American art

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American art During the colonial era, American art reflected the taste of European settlers. In Spanish territories, the main demand was for religious art; while in Dutch and English areas, there was a greater emphasis on portraiture. In the 18th century, America produced its first artists of international standing, John Singleton Copley and Benjamin West. Both spent much of their career in England, where they became leading exponents of history painting. After independence, there was a gradual movement away from European traditions. This was most evident in the field of landscape painting, where artists from the Hudson River School and the Rocky Mountain School recorded the beauty of the wilderness. Thomas Eakins and Winslow Homer also celebrated the American way of life, although in a more realistic vein. Realism was the cornerstone of the Ashcan school. In the 20th century, the key event was the Armory Show of 1913, which encouraged the spread of modern art. Alfred Stieglitz was a seminal figure in the development of modern art in the US. Georgia O'Keeffe and Edward Hopper were arguably its two greatest stylists. With the development of abstract expressionism in the 1940s, US artists became the standard-bearers of the avant-garde, a role they have never relinquished. See also luminism; Native North American art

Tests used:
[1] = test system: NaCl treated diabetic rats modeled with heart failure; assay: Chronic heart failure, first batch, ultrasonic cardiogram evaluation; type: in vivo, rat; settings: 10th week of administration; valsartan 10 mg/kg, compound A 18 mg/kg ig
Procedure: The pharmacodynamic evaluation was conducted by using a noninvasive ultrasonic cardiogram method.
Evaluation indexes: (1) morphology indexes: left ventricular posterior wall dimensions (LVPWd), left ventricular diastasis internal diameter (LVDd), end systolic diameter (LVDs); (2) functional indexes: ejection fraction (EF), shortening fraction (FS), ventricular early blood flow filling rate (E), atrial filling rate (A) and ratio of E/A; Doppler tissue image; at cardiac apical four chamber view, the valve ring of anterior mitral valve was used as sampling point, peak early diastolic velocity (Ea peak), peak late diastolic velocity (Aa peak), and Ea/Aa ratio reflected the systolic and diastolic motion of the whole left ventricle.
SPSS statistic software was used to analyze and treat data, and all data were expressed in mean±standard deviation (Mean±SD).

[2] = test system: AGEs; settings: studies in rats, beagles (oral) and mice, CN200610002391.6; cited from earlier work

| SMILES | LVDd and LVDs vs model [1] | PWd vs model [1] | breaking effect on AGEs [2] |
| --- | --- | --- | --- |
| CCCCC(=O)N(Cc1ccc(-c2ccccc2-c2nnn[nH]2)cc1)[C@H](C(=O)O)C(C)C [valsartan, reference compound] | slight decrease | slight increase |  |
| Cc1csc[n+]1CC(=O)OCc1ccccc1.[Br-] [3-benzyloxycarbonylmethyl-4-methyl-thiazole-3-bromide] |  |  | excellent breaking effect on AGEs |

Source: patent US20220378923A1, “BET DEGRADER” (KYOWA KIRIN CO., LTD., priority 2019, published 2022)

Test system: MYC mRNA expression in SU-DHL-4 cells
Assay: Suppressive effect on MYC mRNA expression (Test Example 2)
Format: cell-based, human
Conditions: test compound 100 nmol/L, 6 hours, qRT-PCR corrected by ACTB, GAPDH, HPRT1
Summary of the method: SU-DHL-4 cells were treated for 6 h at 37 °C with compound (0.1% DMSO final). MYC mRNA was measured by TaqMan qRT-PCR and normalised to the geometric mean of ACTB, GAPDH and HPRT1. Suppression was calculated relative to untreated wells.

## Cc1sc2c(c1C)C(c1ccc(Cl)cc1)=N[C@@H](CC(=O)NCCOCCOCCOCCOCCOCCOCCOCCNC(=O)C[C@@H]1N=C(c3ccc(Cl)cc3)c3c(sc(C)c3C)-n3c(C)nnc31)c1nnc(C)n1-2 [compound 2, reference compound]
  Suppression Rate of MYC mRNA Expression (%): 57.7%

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American art

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American art